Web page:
A couple months ago, I started a new job with Northern Health. It brought me from the fourth floor of our office building to the seventh. My new desk is near the elevator, and I noticed a lot of my floor-mates bypass the elevator doors and opt to take the stairs instead.
I also noticed that there were some gummy treats in the reception area, with a sign that said "Fuel for the stair climbers." Naturally, I stole one of the gummies and asked, "What do you mean by stair climbers?” Tanya Carter, one of our fantastic Administrative Assistants in Human Resources, then proceeded to tell me about the stair-climbing challenge she organized.
How does the challenge work?
Basically, you’re encouraged to take the stairs instead of the elevator, and to keep track of your steps. Your steps are then entered into a spreadsheet and you can track how far you've gone with your stair climbing:
- 1 mile =2,000 steps
- 5 km = 6,200 steps
- 10 km = 12,400 steps
- Half marathon = 26,200 steps
- Marathon = 52,400 steps
I thought this was a really cool idea, and after a little bit of peer pressure, I signed myself up for the 10 km. Tanya is really encouraging to those of us in the stair-climbing challenge and an advocate for fitness overall. She and I chatted about physical activity and wellness in the workplace.Tanya, what made you want to start doing the stair-climbing challenge?
“The very first day I came to work here, I took the elevator. I thought, “what am I doing taking the elevator?” After that first day, I promised myself that I’d take the stairs and continue taking them. That was the only day that I've used the elevator.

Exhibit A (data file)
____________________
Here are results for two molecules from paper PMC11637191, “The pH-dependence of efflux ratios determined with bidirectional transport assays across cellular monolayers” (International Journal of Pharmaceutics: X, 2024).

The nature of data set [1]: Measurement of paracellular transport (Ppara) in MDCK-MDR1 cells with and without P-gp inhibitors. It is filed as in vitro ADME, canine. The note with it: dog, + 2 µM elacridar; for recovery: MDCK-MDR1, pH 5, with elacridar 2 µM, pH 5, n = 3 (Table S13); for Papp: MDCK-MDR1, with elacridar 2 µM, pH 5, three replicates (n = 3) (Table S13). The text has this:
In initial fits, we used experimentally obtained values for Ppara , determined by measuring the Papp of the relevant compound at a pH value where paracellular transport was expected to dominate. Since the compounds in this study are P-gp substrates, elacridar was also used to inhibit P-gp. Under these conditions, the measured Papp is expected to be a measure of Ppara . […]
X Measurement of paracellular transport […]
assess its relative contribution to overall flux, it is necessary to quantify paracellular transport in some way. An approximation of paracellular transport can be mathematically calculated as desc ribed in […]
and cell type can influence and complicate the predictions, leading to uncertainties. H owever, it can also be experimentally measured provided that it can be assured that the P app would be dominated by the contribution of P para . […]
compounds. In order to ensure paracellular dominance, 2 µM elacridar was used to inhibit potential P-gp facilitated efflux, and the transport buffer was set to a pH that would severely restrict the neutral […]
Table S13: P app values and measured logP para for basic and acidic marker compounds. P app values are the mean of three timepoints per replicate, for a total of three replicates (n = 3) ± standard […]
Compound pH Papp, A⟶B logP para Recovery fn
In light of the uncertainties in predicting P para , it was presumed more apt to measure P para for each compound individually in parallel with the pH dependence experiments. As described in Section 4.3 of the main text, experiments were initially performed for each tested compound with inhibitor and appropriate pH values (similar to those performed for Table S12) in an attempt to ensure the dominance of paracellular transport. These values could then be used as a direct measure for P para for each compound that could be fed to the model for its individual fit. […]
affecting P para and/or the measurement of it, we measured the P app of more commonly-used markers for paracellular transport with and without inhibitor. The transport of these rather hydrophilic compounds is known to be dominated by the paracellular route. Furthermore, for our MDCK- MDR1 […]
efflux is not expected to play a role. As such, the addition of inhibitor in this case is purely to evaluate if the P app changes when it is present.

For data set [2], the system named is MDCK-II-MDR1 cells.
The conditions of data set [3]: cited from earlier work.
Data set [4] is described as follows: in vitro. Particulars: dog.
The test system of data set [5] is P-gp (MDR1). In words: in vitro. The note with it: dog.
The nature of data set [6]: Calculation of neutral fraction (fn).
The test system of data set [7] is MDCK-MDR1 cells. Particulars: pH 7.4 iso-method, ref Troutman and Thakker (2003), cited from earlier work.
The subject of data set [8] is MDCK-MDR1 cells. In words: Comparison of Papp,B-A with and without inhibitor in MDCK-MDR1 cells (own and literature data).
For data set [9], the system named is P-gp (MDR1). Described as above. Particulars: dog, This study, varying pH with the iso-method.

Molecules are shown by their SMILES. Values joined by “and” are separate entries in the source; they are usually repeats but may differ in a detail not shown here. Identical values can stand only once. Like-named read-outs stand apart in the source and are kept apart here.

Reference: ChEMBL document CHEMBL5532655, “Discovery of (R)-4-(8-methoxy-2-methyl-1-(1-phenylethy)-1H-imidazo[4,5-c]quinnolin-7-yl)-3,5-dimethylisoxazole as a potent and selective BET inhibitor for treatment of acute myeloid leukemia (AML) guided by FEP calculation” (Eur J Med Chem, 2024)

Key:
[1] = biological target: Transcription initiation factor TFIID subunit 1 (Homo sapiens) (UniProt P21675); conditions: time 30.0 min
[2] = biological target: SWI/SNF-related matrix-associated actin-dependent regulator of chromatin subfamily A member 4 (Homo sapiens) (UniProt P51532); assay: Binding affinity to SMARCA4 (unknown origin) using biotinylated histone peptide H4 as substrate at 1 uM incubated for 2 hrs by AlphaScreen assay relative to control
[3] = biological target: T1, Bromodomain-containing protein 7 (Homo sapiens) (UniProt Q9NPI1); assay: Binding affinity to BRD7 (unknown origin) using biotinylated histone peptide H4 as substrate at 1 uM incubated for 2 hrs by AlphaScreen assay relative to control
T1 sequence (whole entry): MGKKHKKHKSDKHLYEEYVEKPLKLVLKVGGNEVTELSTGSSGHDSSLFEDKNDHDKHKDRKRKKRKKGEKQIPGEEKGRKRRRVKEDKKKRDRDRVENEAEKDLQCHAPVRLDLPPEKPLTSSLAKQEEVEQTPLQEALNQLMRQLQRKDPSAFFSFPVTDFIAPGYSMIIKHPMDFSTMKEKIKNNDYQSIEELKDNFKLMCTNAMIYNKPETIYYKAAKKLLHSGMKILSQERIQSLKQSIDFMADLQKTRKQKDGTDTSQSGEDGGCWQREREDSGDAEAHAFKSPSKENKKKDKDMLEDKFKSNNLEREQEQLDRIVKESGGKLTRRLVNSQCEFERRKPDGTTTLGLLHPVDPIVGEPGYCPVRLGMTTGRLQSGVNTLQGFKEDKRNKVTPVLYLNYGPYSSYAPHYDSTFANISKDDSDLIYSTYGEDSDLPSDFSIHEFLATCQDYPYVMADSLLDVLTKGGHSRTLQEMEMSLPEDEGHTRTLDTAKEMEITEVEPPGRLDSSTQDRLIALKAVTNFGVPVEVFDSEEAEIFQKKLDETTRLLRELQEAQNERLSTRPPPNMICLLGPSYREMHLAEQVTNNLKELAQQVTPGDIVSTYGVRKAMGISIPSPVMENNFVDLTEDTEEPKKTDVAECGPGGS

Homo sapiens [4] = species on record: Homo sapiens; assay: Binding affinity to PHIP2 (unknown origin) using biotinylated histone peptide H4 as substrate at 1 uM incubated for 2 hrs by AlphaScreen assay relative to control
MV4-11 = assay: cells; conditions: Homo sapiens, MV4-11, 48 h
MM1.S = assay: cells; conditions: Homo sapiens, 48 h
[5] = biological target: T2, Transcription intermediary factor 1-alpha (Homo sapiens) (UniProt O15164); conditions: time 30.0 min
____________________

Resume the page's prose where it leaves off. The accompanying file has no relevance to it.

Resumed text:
“Usually when I start something, I jokingly (but kind of truthfully) want everybody else to do what I'm doing. Right off the bat, I looked forward to seeing how everybody would react to a stairs challenge. I started the challenge as a fun contest and I kind of warned everybody that I would be starting it, and some people started training for it like they would a marathon.
“When the stair-climbing challenge first started, I let everyone know that they didn't have to do all the stairs right away. They could take the elevator to the fourth floor and then walk up to the seventh, and that's how some people have started doing it. Just like in a real marathon, you don't just go and do 42 kms, you start with 15 minutes and work your way up.”
How do you promote wellness in the workplace?
“That’s just who I am! I like to encourage people in a positive and healthy way. I believe that when you’re healthy, you have more confidence. You don't have to be a certain size to be strong and healthy. Most recently, I suggested to my desk mates [that they] start an Ice Man team because they're already starting to run a little bit.”
If someone can't do stairs at work, how can they get some activity in during the day?
“If you aren't working, take the stairs when you can, even for an appointment. Parking your car further away can also help get some activity in. Going for a walk is also great. [You can] encourage others to get away from their desks and go for a quick, ten-minute walk.”
Do you have any tips or tricks to stay motivated?
“For sure having a goal and just getting started. The hardest part can be getting started, and once you get going and you are in a routine, it’s the routine that keeps you going.
“[It also helps to have] someone to answer to … a partner or some friends to do an activity with. When someone is waiting for you, it makes you more inclined to be there.
“Another tip is [don’t keep] it to yourself! When you've actually admitted it, it makes it real and you don't want to let people down. I have a saying, it's not my own but I use it often, and it’s, ‘I never regret going for a run, for a bike ride, or going to cross fit – I regret not going.’ If I stay in bed and skip my run, I get up thinking I wish I would have done it.”
Outside of the workplace, what is your favorite activity to stay active?
“I like long-distance running and cross fit/strength training.”
Thanks to Tanya, I’m getting more activity in my daily routine and the 126 stairs I take to get to my desk are getting a little bit easier… just don't call me until I've managed to catch my breath.